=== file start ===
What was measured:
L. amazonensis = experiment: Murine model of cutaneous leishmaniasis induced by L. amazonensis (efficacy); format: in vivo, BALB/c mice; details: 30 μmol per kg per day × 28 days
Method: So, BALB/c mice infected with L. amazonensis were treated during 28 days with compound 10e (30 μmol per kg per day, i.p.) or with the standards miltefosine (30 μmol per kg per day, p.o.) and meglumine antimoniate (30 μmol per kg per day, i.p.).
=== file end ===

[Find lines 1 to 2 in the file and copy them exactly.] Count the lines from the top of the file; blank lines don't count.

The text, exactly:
What was measured:
L. amazonensis = experiment: Murine model of cutaneous leishmaniasis induced by L. amazonensis (efficacy); format: in vivo, BALB/c mice; details: 30 μmol per kg per day × 28 days